Bali is one of the world’s favourite beach holiday destinations. The dusk till dawn party scene and wide variety of water sports keep the crowds rolling in year round. Travelling inland, you will encounter a contrasting side to Bali. In the uplands of Bali lies its cultural capital, the town of Ubud; villa resort properties on this part of the island offer tranquil retreats and cool mountain air. Rice fields, mystical shrines and the Ayung River Valley make up the picturesque landscape. For panoramic views over the valley book a stay at the Alila Ubud Bali.
The Bali you see today is built on rich cultural heritage that is rooted in long standing religious beliefs. Two and a half million years ago early settlers arrived by sea and made their home along the north coast. They worshipped the forces and creations of nature and believed in the spirits that lived within them. There was also a clear reverence for departed. In the sixteenth century, King Batu Renggong of Gelgel unified the regions of Bali. He established social and religious norms that are seen today. The unique Hindu-animist beliefs still have a presence.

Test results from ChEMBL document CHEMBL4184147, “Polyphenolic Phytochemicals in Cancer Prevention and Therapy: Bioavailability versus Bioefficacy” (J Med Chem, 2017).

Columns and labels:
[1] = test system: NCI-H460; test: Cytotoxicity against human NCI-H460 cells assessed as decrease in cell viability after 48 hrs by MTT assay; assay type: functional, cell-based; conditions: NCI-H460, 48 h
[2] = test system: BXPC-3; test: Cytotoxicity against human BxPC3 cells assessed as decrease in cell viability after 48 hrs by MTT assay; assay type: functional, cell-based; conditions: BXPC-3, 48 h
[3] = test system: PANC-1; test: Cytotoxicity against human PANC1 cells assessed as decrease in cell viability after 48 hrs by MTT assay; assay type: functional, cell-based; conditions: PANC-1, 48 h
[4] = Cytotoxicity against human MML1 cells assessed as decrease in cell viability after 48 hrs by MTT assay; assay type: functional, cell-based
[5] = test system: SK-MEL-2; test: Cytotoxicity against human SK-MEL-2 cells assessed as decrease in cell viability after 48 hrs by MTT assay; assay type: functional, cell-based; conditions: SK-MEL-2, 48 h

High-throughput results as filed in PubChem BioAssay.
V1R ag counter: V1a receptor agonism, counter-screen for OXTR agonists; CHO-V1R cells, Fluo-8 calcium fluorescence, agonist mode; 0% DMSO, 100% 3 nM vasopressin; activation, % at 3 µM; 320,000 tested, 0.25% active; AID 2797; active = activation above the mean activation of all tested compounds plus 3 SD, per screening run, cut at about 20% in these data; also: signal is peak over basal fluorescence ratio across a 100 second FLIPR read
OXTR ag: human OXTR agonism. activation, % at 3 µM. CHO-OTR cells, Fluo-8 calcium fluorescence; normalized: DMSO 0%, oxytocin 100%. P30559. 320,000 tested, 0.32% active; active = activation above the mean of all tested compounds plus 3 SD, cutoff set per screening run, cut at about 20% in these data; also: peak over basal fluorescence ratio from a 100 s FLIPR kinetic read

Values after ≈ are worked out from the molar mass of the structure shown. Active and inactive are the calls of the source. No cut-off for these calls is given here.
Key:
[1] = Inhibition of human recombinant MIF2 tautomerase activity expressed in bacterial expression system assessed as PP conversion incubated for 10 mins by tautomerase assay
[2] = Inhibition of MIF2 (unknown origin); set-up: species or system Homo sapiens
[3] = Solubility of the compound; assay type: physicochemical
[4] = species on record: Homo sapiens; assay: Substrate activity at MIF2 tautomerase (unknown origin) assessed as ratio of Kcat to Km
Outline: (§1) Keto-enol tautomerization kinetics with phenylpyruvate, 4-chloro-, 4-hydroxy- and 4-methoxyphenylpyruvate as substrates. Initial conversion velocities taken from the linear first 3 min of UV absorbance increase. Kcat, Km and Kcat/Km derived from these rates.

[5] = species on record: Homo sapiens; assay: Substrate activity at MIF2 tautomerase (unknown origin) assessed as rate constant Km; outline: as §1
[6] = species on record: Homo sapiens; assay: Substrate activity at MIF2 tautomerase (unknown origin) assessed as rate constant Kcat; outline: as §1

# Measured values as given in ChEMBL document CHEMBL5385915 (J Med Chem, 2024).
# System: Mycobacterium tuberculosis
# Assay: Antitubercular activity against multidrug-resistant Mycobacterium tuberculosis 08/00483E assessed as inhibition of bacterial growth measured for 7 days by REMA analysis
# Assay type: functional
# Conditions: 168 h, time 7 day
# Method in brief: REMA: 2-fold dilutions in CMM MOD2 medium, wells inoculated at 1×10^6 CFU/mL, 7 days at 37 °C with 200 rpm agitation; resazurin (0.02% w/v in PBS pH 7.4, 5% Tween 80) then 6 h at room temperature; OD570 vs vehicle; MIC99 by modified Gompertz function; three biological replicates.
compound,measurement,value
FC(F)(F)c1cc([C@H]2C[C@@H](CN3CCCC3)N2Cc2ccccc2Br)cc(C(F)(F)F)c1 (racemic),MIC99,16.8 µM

The Balinese people mark each stage of life with a ceremony known as Manusa Yadnya. The celebrations begin before a baby is even born and end with rituals carried out after death. The Balinese are known for their large families, in part because marriage takes places at a what would be considered a young age by universal standards. A marriage can take the form of ‘mapadik’, the respectable way, where the family of the prospective groom visits the family of the prospective bride to discuss the union or ‘ngorod’ where the bridal couple elopes. Most homes are built using the same traditional style of architecture. Male and female roles are clearly defined and the community is close-knit. The dead are cremated while following a number of colourful rituals.
Caleb Falcon is a travel writer who specializes in writing content based on the many exciting world adventures that await intrepid travellers.